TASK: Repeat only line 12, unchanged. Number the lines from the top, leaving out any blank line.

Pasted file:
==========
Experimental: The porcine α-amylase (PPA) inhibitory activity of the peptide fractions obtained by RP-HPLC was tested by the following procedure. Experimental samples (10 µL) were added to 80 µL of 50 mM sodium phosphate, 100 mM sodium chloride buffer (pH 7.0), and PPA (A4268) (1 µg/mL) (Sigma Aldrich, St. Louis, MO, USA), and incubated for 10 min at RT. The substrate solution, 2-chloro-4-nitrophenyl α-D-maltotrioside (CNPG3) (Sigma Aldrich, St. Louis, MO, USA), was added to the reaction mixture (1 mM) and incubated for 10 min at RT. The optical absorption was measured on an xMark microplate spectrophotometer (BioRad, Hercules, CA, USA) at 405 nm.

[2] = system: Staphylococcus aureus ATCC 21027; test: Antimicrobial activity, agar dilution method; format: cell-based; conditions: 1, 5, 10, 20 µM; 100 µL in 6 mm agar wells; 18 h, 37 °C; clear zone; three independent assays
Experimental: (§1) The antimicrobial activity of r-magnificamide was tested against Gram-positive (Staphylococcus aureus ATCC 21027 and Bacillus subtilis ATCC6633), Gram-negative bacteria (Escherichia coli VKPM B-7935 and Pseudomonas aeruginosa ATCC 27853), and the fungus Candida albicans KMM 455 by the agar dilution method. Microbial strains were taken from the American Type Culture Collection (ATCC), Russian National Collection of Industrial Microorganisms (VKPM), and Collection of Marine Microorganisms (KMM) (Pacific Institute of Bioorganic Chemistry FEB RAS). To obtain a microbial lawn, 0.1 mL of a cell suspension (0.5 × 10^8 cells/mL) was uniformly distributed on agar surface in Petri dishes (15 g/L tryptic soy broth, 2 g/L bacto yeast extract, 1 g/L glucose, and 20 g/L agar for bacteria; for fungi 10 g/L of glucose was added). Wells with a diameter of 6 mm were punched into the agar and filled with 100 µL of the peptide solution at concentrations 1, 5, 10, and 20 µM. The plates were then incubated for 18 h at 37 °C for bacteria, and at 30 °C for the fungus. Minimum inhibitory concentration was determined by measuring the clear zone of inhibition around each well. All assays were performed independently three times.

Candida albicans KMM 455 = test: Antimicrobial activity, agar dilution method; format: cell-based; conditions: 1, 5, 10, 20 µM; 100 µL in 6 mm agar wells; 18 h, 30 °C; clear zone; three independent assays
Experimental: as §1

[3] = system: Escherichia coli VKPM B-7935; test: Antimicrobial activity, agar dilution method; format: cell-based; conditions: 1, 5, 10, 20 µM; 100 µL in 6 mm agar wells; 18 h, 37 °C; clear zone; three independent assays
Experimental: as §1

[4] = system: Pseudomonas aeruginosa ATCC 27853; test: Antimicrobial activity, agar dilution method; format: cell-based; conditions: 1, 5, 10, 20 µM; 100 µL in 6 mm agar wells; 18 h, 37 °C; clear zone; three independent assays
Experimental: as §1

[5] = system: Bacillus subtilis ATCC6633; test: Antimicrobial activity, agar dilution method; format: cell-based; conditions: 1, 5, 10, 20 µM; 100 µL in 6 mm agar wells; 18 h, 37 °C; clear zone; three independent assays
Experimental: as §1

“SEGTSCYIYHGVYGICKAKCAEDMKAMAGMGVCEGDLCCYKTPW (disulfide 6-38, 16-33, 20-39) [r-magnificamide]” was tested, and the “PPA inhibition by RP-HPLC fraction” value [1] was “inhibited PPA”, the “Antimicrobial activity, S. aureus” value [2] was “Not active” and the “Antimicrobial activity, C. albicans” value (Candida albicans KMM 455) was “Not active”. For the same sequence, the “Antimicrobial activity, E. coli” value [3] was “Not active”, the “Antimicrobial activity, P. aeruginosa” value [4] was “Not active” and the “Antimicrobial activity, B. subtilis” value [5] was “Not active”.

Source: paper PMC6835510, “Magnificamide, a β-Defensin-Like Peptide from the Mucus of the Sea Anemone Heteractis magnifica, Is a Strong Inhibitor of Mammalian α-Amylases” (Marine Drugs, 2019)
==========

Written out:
“SEGTSCYIYHGVYGICKAKCAEDMKAMAGMGVCEGDLCCYKTPW (disulfide 6-38, 16-33, 20-39) [r-magnificamide]” was tested, and the “PPA inhibition by RP-HPLC fraction” value [1] was “inhibited PPA”, the “Antimicrobial activity, S. aureus” value [2] was “Not active” and the “Antimicrobial activity, C. albicans” value (Candida albicans KMM 455) was “Not active”. For the same sequence, the “Antimicrobial activity, E. coli” value [3] was “Not active”, the “Antimicrobial activity, P. aeruginosa” value [4] was “Not active” and the “Antimicrobial activity, B. subtilis” value [5] was “Not active”.